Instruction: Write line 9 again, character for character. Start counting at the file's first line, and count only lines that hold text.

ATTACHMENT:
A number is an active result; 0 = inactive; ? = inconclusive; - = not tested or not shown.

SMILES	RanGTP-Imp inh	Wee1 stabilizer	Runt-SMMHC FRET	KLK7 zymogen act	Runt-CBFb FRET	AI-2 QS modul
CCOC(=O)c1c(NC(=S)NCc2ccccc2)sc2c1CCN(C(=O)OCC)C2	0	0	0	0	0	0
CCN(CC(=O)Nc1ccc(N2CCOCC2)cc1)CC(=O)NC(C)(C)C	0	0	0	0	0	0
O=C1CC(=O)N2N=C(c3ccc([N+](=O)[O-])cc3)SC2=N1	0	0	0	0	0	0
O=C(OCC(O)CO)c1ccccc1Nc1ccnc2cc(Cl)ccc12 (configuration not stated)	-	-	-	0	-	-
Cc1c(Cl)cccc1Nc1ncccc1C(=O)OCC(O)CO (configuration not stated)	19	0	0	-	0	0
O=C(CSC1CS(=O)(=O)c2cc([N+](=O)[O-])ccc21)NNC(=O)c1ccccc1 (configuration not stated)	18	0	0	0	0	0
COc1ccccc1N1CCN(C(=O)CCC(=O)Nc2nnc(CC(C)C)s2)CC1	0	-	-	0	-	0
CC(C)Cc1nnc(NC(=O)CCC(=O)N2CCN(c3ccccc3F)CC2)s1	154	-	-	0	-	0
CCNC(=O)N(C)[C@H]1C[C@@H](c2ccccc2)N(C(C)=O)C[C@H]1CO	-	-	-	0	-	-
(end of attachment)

COc1ccccc1N1CCN(C(=O)CCC(=O)Nc2nnc(CC(C)C)s2)CC1	0	-	-	0	-	0